Tell Me About Opals

Posted by Lisa Ramos on

Tell Me About Opals Article - Opal Pendant with Diamonds
Although I design jewelry for a living, opals are the one gemstone I haven't worked with yet. An opals fragility has steered me away from designing with them, but their striking beauty is greatly admired. I started thinking more about opals when I recently came across an elegant opal pendant necklace I adored as a child. Over 40 years ago, my father had gifted my mother a one of a kind opal jewelry piece. The large oval opal pendant set in 18k gold with diamonds looked unbelievable for its age (pictured above). Its beauty and longevity were all results of my mother properly caring for her jewelry piece.

Seeing the pendant necklace after so many years brought many emotions. I couldn't resist touching the gem, looking at all of its colors and trying it on. As I wore the opal necklace I pondered about its history, unique beauty, its meaning and the many wonders about this incredible gem. The experience inspired me to write this blog and reconsider designing with opals.

If you are curious about opals such as where they come from, opal types, the meaning of an opal, the birthstone month for an opal and how to care for opal jewelry the questions and answers below are great place to start. In this "Tell Me About Opals" article I walk through some of the most common questions opal enthusiasts may ask or wonder about.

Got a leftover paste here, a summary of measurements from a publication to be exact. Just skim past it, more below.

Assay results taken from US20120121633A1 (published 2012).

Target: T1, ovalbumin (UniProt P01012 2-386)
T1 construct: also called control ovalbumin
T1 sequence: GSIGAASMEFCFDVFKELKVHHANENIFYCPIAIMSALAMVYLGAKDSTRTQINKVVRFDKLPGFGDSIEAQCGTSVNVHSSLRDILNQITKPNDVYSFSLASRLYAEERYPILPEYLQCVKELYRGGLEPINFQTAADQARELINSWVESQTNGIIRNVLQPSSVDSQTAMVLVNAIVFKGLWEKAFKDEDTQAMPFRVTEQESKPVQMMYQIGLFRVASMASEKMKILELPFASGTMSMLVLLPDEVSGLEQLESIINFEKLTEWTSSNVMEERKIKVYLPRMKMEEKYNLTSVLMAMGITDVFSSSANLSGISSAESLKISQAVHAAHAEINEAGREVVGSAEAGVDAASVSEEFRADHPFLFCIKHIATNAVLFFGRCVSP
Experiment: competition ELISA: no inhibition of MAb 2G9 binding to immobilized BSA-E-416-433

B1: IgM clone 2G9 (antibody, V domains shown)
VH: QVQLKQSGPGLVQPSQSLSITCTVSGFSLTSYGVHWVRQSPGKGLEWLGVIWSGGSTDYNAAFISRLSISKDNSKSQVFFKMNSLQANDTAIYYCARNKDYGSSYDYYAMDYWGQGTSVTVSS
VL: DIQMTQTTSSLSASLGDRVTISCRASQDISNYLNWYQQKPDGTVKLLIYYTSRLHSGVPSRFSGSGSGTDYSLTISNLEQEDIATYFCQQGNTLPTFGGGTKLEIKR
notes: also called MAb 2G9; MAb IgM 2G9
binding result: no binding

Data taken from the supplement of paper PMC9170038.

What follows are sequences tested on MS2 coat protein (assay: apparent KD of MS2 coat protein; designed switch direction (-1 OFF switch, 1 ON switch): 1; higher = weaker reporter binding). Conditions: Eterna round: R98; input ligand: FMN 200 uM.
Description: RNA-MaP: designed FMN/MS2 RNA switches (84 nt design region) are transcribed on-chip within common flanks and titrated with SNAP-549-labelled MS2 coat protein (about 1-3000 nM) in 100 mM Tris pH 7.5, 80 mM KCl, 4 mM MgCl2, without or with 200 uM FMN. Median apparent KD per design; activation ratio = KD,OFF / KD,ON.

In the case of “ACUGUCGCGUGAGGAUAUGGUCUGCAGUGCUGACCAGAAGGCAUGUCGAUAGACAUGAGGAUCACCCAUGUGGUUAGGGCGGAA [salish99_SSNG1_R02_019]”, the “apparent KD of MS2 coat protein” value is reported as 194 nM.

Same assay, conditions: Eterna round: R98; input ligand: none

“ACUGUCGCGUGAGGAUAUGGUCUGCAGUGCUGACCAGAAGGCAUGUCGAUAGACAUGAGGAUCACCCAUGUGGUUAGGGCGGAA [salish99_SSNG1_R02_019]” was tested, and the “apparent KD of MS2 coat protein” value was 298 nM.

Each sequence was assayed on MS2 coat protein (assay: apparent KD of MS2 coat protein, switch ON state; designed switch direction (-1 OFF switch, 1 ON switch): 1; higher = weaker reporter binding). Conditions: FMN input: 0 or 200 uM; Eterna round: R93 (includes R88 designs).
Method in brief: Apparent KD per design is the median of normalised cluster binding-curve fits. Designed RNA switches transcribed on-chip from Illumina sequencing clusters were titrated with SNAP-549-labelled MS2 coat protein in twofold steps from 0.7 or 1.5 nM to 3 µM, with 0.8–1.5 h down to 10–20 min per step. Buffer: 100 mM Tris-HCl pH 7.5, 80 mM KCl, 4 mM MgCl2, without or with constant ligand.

Opal Gemstone

Where Do Opals Come From?

Opals can be found from around the world. Australia produces about 95% of the opals and its their official nation gemstone. Mexico, Honduras, Brazil and the Western US are other areas where opals come from. Miners find opals in sedimentary rocks or in sandstone. Opals are tiny silica spheres and their formation occurs when silica rich water gets into deep cracks and voids into the earths crust.

What is the meanings behind an Opal Gemstone?

Opals are believed to represent hope, innocence and purity. Also, they are associated with happiness, confidence, faithfulness and loyalty. 

What Colors Do Opals Come in?

Opals come in a variety of beautiful colors - white, colorless, orange, yellow, and various red hues, yellowish brown, greenish, blue, gray, black, and violet.

How Strong are Opals?

Opals may appear to look as hard as a rock, but don't be fooled. Opals are the most delicate gemstone used to make jewelry. On thMohs Scale  they are between a 5.5-6.5. The Mohs scale measures the hardness of various minerals from 1 through 10 - one being the softest and ten the hardest. Opals scratch easily, therefore wearing opal rings aren't as ideal as an opal pendant or earrings. 

What is the Least Expensive and Most Expensive Opal Type? 

Opals that tend to be the least expensive are white opals with a light body tone. A black opal is the most expensive opal type and difficult to find. Black opals have a dark background displaying a body of colors.

What is the most expensive Opal in the World?